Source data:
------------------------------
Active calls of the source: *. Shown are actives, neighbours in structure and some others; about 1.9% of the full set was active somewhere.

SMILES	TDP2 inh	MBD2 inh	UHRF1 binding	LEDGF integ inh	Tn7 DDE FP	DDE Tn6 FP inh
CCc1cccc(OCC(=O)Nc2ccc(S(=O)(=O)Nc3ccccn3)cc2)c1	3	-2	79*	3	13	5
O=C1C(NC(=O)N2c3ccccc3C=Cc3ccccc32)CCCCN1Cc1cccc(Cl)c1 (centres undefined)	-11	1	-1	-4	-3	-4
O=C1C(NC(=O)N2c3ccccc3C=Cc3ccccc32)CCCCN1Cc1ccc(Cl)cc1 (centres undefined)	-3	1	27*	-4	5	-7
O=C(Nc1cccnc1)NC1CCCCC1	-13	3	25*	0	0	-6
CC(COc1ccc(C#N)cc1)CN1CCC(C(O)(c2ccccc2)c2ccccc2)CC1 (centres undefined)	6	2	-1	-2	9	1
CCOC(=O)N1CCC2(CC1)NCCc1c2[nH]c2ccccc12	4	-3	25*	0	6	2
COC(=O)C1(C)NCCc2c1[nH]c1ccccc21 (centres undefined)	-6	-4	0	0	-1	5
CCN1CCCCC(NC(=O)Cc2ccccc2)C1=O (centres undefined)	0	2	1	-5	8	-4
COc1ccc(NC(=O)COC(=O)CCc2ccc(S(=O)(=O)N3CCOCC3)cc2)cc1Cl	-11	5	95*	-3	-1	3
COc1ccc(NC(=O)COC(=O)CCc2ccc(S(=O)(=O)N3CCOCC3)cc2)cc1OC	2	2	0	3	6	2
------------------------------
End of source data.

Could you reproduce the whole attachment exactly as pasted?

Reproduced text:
Active calls of the source: *. Shown are actives, neighbours in structure and some others; about 1.9% of the full set was active somewhere.

SMILES	TDP2 inh	MBD2 inh	UHRF1 binding	LEDGF integ inh	Tn7 DDE FP	DDE Tn6 FP inh
CCc1cccc(OCC(=O)Nc2ccc(S(=O)(=O)Nc3ccccn3)cc2)c1	3	-2	79*	3	13	5
O=C1C(NC(=O)N2c3ccccc3C=Cc3ccccc32)CCCCN1Cc1cccc(Cl)c1 (centres undefined)	-11	1	-1	-4	-3	-4
O=C1C(NC(=O)N2c3ccccc3C=Cc3ccccc32)CCCCN1Cc1ccc(Cl)cc1 (centres undefined)	-3	1	27*	-4	5	-7
O=C(Nc1cccnc1)NC1CCCCC1	-13	3	25*	0	0	-6
CC(COc1ccc(C#N)cc1)CN1CCC(C(O)(c2ccccc2)c2ccccc2)CC1 (centres undefined)	6	2	-1	-2	9	1
CCOC(=O)N1CCC2(CC1)NCCc1c2[nH]c2ccccc12	4	-3	25*	0	6	2
COC(=O)C1(C)NCCc2c1[nH]c1ccccc21 (centres undefined)	-6	-4	0	0	-1	5
CCN1CCCCC(NC(=O)Cc2ccccc2)C1=O (centres undefined)	0	2	1	-5	8	-4
COc1ccc(NC(=O)COC(=O)CCc2ccc(S(=O)(=O)N3CCOCC3)cc2)cc1Cl	-11	5	95*	-3	-1	3
COc1ccc(NC(=O)COC(=O)CCc2ccc(S(=O)(=O)N3CCOCC3)cc2)cc1OC	2	2	0	3	6	2